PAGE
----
On full guard

In recent times, a number of local videos have been making the rounds on social media of dash camera footage of accidents. These types of videos are extremely useful in emphasising how suddenly and drastically a “normal” drive can change because of the actions of others. Police officials constantly make appeals for the driving public to heed the law and reduce speed on our roads, but to little avail. Perhaps more dash cameras and traffic cameras may be part of the solution to curb some of the recklessness that is observed on our roads daily.

Road safety and regulations came under the microscope in a big way last year during amendments to the Road Traffic Act. However, it is unfortunate that some members of the public have seemingly gone back to business as usual; in this case, exhibiting poor behaviours on the road or still continuing to contravene rules by using their cell phones while operating a vehicle. Local police officials repeatedly express concern over what is demonstrated daily by drivers, which can hurt innocent bystanders. Sergeant Seibert Johnson, for example, recently warned about how some motorists drive while passing schools or where school children walk.

We can also clearly see that, frankly speaking, not everyone can navigate the roads well, despite being licensed to do so. Poor driving conditions in the form of wet roads seem to produce more fender benders; and some areas, due to poor visibility or line of sight, tend to instigate a higher number of accidents. In some cases, roundabouts have been erected in problem areas where deaths have occurred, for example at the bottom of Orange Hill, St. James, and at Lears, St. Michael. Other places like the Warrens Roundabout remain accident magnets.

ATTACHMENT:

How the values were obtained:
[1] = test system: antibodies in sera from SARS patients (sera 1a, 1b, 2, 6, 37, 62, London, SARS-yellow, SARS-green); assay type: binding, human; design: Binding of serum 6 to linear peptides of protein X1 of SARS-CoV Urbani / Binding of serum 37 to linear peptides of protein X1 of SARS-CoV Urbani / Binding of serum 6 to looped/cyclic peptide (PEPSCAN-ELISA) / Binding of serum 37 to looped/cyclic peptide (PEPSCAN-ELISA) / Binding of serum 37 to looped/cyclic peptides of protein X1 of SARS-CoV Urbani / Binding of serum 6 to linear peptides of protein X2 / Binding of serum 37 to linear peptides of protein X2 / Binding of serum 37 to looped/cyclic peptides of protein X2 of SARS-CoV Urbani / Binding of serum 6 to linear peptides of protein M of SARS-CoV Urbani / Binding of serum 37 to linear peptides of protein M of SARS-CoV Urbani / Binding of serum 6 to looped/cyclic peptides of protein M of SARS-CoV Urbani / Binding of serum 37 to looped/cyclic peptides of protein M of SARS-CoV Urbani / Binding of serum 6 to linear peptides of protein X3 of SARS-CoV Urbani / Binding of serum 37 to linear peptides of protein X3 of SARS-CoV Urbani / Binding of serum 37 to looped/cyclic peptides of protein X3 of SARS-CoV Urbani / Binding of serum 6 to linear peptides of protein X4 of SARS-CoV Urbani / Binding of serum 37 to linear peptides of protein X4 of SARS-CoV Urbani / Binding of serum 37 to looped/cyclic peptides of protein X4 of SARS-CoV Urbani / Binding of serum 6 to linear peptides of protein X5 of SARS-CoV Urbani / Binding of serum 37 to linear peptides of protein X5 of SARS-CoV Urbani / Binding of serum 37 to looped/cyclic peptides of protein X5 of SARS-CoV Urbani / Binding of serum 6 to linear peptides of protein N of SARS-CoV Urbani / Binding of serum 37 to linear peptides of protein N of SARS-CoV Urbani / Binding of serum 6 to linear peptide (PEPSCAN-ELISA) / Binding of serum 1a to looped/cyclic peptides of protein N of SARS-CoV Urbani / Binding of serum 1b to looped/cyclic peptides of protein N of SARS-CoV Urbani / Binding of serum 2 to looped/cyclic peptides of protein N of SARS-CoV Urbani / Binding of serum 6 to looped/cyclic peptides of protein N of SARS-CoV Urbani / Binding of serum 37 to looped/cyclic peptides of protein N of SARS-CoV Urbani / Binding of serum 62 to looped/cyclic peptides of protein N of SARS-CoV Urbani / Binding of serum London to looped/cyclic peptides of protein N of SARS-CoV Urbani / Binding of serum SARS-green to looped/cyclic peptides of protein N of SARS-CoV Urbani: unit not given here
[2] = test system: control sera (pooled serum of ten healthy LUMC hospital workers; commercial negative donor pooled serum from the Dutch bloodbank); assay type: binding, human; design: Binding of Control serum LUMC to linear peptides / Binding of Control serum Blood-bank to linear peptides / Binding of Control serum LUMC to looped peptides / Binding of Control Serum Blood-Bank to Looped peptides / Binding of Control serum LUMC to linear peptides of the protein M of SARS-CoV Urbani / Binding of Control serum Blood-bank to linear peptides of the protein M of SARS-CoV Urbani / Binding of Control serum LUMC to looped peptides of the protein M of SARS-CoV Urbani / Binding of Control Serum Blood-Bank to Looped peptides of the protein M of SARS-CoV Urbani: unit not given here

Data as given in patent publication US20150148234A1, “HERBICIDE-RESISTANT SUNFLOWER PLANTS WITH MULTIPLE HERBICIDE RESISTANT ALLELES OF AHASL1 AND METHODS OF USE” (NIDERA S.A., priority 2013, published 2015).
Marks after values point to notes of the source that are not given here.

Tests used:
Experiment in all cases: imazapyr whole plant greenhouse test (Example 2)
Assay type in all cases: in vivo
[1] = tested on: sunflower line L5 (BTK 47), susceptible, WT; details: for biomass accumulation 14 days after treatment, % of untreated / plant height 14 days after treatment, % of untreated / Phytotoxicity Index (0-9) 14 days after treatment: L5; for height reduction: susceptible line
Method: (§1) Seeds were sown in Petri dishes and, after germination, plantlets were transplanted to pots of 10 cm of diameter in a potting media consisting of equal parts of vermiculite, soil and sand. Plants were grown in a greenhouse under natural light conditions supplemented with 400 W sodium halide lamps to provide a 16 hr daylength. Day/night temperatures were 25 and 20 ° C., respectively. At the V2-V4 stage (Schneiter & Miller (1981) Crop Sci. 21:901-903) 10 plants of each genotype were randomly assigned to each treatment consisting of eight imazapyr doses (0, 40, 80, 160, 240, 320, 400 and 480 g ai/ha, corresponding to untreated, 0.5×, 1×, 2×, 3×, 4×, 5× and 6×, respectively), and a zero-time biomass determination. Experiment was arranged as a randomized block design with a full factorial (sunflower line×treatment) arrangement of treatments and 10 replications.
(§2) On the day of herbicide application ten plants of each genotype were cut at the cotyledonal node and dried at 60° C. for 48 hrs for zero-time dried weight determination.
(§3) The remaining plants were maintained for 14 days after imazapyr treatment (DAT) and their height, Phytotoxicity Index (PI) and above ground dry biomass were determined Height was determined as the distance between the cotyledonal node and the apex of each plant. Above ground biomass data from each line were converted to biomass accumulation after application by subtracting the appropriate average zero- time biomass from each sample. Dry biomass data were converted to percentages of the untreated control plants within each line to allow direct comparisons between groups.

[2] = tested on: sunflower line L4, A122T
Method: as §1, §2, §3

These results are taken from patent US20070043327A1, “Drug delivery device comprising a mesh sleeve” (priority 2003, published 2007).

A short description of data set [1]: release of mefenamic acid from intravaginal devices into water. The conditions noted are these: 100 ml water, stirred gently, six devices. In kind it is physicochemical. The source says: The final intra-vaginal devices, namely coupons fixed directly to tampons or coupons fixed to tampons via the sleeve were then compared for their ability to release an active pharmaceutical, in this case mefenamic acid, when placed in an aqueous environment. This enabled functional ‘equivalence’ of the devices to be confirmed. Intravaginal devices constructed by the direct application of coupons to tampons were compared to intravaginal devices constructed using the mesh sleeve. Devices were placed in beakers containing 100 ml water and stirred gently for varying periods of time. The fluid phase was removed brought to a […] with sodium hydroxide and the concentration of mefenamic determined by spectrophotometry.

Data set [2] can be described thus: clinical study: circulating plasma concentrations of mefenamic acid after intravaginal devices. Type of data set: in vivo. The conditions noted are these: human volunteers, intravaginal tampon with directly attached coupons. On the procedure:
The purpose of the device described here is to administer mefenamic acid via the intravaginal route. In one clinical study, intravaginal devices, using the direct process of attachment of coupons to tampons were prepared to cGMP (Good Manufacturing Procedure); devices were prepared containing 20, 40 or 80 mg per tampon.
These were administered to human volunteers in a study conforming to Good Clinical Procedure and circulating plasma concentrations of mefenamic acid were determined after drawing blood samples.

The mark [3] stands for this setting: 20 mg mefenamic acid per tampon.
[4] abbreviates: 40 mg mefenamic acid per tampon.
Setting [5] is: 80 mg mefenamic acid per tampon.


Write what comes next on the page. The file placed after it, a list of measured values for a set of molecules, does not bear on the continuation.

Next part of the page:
To that end, retesting drivers is one step that can be taken to retrain those who have been found guilty of some road offences. It could be a case where those who have been involved in minor, non-life-threatening incidents have to be re-examined to update their knowledge of safe practices and of road traffic regulations, while satisfying concerns of police and insurance officials. This move would certainly be valid for operators of public service vehicles who have a long ‘rap sheet’ of reckless behaviours.

For this to be applied fairly and consistently, technology in the form of dash cameras and/or traffic cameras can be utilised. Several buildings around the island in well trafficked areas have security footage that can be obtained online, while motorists can install and keep records of their driving history via the use of specialised cameras and car monitors that can be mounted on the dashboard and the back of the vehicle.

It is also incumbent on the Ministry of Transport and Works and Maintenance to examine where pedestrian crossings are placed, how well painted and visible they are, and whether signs are easily spotted from a distance. It is jarring to approach or exit a roundabout and then have to brake sharply to avoid collision, as is the case by the pedestrian crossing en route to Belleville after passing the Nita Barrow roundabout. In addition, there are a few highly traversed roads that experience intermittent problems with flashing traffic lights. While that helps ease traffic flow, it also increases the risk of accidents.

We won’t ever eliminate all forms of bad driving. However, if the technology is there to be used, alternative methods can be employed to reduce the scourge of accidents seen daily on the roads.

Barbados Advocate

Mailing Address:
Advocate Publishers (2000) Inc
Fontabelle, St. Michael, Barbados

Phone: (246) 467-2000
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